By Ceylon Tea Brokers Plc
The Sri Lankan Tea industry had a challenging year covering production levels which cumulated to a decline in export levels. Climate change which had a significant impact on the tea production in the forgone year resulted in an unforeseen historical decline in production levels. Whilst the averages reached all time high record levels which was portentous to the industry and the marginal increase in total revenue YOY was inconsequential due to the static growth witnessed in the past few years.
The total tea production of Sri Lankan Tea for the year 2016 recorded 292.4 m kg in comparison to 328.8 m kg for the same period in 2015 (-36.4 million kilos). Though production declined by 36.4 million kilos, exports have decreased by 18.19 million kilos compared to the same period in 2015, thus creating a shortage of tea for exports.
The total National Average of Teas sold for the year 2016 was Rs. 468.61 ($ 3.22) per kilo in comparison to Rs. 402.14 ($ 2.96) (+Rs. 66.47) for the same period in 2015. Low Growns having the largest market share with 60% of the production recorded the sharpest increase at (Rs. +70.42) with Mid Growns recording an increase of (Rs. +57.02) and High Growns recording an increase of (+Rs. 61.47) when compared to 2015. Low Growns averaged Rs. 486.74, Mid Growns recorded Rs. 419.59 with High Growns at Rs. 449.85 for the cumulative period of January to December 2016.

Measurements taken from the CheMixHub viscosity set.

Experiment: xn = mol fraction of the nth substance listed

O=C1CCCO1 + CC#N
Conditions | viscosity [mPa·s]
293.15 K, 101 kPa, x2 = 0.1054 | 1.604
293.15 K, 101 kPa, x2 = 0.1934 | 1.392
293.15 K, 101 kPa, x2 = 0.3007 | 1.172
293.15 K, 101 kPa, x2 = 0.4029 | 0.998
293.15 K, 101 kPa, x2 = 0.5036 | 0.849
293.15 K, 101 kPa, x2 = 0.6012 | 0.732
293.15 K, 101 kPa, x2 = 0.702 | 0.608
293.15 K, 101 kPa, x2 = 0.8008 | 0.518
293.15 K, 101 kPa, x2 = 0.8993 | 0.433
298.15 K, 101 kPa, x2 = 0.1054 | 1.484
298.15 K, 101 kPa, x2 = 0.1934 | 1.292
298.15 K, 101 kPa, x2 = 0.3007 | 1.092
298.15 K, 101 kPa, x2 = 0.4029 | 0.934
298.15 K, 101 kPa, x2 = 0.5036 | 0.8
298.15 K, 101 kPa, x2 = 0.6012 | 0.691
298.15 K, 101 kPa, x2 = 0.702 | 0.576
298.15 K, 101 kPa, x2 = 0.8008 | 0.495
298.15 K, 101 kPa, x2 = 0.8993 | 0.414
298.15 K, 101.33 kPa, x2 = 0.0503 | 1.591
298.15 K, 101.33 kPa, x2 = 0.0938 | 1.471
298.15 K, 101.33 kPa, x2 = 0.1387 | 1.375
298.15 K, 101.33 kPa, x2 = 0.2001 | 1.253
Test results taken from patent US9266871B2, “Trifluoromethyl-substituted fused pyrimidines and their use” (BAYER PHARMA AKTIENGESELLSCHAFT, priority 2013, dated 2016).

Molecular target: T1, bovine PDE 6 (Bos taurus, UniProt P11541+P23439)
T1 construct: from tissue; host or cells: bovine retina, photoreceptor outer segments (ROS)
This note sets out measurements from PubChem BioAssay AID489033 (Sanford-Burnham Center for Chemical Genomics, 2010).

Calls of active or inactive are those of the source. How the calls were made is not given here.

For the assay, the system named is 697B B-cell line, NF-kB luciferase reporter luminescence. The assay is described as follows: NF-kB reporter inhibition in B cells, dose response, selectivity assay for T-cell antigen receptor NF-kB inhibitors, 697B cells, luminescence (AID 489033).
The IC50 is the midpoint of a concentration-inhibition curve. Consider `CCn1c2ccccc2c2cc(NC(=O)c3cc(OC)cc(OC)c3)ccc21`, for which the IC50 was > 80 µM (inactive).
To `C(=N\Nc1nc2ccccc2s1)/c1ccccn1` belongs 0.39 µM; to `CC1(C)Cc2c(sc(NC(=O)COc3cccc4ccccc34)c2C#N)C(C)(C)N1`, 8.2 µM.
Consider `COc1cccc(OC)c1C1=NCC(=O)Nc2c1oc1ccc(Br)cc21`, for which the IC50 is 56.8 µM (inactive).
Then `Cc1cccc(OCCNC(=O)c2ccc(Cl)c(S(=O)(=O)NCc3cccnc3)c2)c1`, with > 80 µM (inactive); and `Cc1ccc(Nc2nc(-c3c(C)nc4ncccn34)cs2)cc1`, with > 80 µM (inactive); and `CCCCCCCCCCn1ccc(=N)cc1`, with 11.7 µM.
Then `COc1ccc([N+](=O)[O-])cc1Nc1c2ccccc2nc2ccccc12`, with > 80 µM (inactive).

Auction averages January /December 2016 which realised Rs. 468.61 records as the highest ever average for a calendar year superseding Rs. 461.86 achieved in 2014. High and medium grown averages recorded for the year 2016 is also the highest ever recorded. High growns realised Rs 449.85 whilst medium growns recorded Rs. 419.59. On analysing the averages in USD terms 2016 levels show a gain compared to 2015 averages but its lower to 2014 levels.
Sri Lankan Tea Exports for the period January to December 2016 amounted to 288.77 million kilos. A decline of 18.19 million kilos compared with the same period last year. The FOB average price per kilo for this period stood at Rs. 639.88 in contrast to Rs. 593.08 (Rs. +46.80) when compared to year 2015. The FOB value of Tea Bags has moved up in comparison to the same period in 2015. The FOB value in Tea Bags recorded Rs. 1191.55 per kg for the year 2016 vis-à-vis Rs. 1125.41 per kg in 2015 (+66.14). Its export volumes show a marginal increase. Tea in bulk and packets saw a substantial price increase YOY.
Country wise analysis of exports shows that the Russia remains as the largest importer of Sri Lanka tea for the period of January-December 2016 followed by Iran and Iraq.
Total export earnings for January to December 2016 amounted to Rs. 184.78 billion showing a slight gain of Rs. 2.72 billion (+1.50%) as against the same period last year.
In terms of the US$ equivalent, based on the respective weighted average exchange rates, export earnings amounted to $ 1.26 billion in 2016 compared with $ 1.34 billion in 2015 and $ 1.63 billion in 2014.
Global economic overview
The global GDP growth rate is expected to be around 3.3% in 2017 rising from under 3.0% in 2016 the slowest pace since 2009.